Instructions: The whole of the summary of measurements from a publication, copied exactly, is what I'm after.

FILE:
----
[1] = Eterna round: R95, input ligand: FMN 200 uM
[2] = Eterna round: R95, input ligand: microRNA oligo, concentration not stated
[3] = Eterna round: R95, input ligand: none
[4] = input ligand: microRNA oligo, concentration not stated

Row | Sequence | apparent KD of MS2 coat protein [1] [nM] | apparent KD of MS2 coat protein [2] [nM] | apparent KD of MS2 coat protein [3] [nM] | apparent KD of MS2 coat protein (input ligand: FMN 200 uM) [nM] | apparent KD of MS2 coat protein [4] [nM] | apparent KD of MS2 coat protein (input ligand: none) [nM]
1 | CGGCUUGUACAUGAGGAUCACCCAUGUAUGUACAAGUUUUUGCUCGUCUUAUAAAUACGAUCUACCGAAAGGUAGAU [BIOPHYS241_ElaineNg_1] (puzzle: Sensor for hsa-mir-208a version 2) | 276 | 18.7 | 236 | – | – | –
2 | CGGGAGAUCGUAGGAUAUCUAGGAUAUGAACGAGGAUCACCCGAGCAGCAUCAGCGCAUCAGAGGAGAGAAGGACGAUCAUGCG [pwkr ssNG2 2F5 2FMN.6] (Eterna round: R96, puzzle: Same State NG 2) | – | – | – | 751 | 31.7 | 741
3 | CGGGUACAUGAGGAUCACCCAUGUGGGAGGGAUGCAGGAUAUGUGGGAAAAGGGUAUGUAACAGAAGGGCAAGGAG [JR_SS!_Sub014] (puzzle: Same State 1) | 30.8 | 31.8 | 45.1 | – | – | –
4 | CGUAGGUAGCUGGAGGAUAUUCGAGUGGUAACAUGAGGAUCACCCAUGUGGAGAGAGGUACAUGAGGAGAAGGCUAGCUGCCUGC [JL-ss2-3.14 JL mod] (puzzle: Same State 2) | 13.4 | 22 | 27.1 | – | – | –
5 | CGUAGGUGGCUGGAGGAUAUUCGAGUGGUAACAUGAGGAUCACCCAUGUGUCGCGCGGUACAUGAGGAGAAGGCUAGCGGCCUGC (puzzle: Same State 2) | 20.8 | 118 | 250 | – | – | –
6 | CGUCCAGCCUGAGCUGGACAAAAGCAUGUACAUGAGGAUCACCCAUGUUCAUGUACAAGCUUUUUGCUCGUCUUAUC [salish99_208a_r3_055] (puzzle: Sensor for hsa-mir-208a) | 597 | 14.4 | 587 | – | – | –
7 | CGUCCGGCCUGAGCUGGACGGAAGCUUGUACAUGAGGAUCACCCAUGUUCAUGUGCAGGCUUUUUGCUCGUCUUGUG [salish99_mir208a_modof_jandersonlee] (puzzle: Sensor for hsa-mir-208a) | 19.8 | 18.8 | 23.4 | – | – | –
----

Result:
[1] = Eterna round: R95, input ligand: FMN 200 uM
[2] = Eterna round: R95, input ligand: microRNA oligo, concentration not stated
[3] = Eterna round: R95, input ligand: none
[4] = input ligand: microRNA oligo, concentration not stated

Row | Sequence | apparent KD of MS2 coat protein [1] [nM] | apparent KD of MS2 coat protein [2] [nM] | apparent KD of MS2 coat protein [3] [nM] | apparent KD of MS2 coat protein (input ligand: FMN 200 uM) [nM] | apparent KD of MS2 coat protein [4] [nM] | apparent KD of MS2 coat protein (input ligand: none) [nM]
1 | CGGCUUGUACAUGAGGAUCACCCAUGUAUGUACAAGUUUUUGCUCGUCUUAUAAAUACGAUCUACCGAAAGGUAGAU [BIOPHYS241_ElaineNg_1] (puzzle: Sensor for hsa-mir-208a version 2) | 276 | 18.7 | 236 | – | – | –
2 | CGGGAGAUCGUAGGAUAUCUAGGAUAUGAACGAGGAUCACCCGAGCAGCAUCAGCGCAUCAGAGGAGAGAAGGACGAUCAUGCG [pwkr ssNG2 2F5 2FMN.6] (Eterna round: R96, puzzle: Same State NG 2) | – | – | – | 751 | 31.7 | 741
3 | CGGGUACAUGAGGAUCACCCAUGUGGGAGGGAUGCAGGAUAUGUGGGAAAAGGGUAUGUAACAGAAGGGCAAGGAG [JR_SS!_Sub014] (puzzle: Same State 1) | 30.8 | 31.8 | 45.1 | – | – | –
4 | CGUAGGUAGCUGGAGGAUAUUCGAGUGGUAACAUGAGGAUCACCCAUGUGGAGAGAGGUACAUGAGGAGAAGGCUAGCUGCCUGC [JL-ss2-3.14 JL mod] (puzzle: Same State 2) | 13.4 | 22 | 27.1 | – | – | –
5 | CGUAGGUGGCUGGAGGAUAUUCGAGUGGUAACAUGAGGAUCACCCAUGUGUCGCGCGGUACAUGAGGAGAAGGCUAGCGGCCUGC (puzzle: Same State 2) | 20.8 | 118 | 250 | – | – | –
6 | CGUCCAGCCUGAGCUGGACAAAAGCAUGUACAUGAGGAUCACCCAUGUUCAUGUACAAGCUUUUUGCUCGUCUUAUC [salish99_208a_r3_055] (puzzle: Sensor for hsa-mir-208a) | 597 | 14.4 | 587 | – | – | –
7 | CGUCCGGCCUGAGCUGGACGGAAGCUUGUACAUGAGGAUCACCCAUGUUCAUGUGCAGGCUUUUUGCUCGUCUUGUG [salish99_mir208a_modof_jandersonlee] (puzzle: Sensor for hsa-mir-208a) | 19.8 | 18.8 | 23.4 | – | – | –